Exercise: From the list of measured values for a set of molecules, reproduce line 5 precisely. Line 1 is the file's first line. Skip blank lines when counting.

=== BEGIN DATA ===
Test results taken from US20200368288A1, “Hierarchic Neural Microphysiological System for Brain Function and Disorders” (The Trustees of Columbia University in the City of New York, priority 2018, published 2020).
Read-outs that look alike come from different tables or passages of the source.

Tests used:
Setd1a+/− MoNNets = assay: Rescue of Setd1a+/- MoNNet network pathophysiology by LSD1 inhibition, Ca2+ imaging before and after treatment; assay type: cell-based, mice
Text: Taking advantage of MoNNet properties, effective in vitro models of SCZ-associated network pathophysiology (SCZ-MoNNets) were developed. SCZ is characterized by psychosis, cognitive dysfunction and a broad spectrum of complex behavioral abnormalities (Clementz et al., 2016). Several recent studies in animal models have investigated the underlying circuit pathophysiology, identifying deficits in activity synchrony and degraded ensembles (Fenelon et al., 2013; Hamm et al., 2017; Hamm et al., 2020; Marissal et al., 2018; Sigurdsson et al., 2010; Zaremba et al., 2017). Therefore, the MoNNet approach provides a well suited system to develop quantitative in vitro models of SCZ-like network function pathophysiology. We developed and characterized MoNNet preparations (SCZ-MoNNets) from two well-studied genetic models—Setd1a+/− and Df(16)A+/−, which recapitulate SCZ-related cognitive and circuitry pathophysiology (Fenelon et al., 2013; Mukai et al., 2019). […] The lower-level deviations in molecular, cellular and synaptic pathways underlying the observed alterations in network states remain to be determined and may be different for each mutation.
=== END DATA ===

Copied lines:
Text: Taking advantage of MoNNet properties, effective in vitro models of SCZ-associated network pathophysiology (SCZ-MoNNets) were developed. SCZ is characterized by psychosis, cognitive dysfunction and a broad spectrum of complex behavioral abnormalities (Clementz et al., 2016). Several recent studies in animal models have investigated the underlying circuit pathophysiology, identifying deficits in activity synchrony and degraded ensembles (Fenelon et al., 2013; Hamm et al., 2017; Hamm et al., 2020; Marissal et al., 2018; Sigurdsson et al., 2010; Zaremba et al., 2017). Therefore, the MoNNet approach provides a well suited system to develop quantitative in vitro models of SCZ-like network function pathophysiology. We developed and characterized MoNNet preparations (SCZ-MoNNets) from two well-studied genetic models—Setd1a+/− and Df(16)A+/−, which recapitulate SCZ-related cognitive and circuitry pathophysiology (Fenelon et al., 2013; Mukai et al., 2019). […] The lower-level deviations in molecular, cellular and synaptic pathways underlying the observed alterations in network states remain to be determined and may be different for each mutation.